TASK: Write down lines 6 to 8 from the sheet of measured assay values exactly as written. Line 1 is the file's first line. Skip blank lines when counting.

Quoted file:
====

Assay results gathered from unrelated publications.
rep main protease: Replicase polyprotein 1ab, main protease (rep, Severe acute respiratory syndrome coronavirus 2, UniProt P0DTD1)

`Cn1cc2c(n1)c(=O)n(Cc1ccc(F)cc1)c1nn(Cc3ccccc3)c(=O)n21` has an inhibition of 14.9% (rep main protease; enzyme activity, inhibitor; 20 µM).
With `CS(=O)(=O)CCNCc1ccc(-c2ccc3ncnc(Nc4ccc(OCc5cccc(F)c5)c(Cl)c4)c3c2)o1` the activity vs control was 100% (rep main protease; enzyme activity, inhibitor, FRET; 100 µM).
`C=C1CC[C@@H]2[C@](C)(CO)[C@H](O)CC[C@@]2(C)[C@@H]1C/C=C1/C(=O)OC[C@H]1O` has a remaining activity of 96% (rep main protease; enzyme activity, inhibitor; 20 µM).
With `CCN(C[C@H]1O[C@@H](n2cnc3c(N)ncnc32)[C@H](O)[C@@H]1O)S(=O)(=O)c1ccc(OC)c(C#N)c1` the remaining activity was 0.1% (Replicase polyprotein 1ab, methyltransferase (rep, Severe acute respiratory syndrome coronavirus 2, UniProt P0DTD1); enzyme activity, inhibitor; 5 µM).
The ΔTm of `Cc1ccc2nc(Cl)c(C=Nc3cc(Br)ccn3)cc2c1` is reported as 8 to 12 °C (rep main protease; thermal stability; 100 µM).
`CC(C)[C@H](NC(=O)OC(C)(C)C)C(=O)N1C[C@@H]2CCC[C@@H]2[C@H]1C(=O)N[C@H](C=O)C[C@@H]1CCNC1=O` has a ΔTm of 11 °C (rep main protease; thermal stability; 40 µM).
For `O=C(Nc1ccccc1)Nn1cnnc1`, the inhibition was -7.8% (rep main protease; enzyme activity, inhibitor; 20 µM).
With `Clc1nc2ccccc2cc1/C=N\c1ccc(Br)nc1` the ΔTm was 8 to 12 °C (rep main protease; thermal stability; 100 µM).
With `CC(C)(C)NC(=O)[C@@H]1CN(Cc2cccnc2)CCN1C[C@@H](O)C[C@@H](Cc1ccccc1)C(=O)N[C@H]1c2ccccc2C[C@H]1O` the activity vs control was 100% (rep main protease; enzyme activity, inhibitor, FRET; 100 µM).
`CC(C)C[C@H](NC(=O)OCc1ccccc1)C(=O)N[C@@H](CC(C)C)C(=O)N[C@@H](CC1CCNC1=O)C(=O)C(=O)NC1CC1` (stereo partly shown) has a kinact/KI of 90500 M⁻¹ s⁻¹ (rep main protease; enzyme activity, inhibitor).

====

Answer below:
With `CCN(C[C@H]1O[C@@H](n2cnc3c(N)ncnc32)[C@H](O)[C@@H]1O)S(=O)(=O)c1ccc(OC)c(C#N)c1` the remaining activity was 0.1% (Replicase polyprotein 1ab, methyltransferase (rep, Severe acute respiratory syndrome coronavirus 2, UniProt P0DTD1); enzyme activity, inhibitor; 5 µM).
The ΔTm of `Cc1ccc2nc(Cl)c(C=Nc3cc(Br)ccn3)cc2c1` is reported as 8 to 12 °C (rep main protease; thermal stability; 100 µM).
`CC(C)[C@H](NC(=O)OC(C)(C)C)C(=O)N1C[C@@H]2CCC[C@@H]2[C@H]1C(=O)N[C@H](C=O)C[C@@H]1CCNC1=O` has a ΔTm of 11 °C (rep main protease; thermal stability; 40 µM).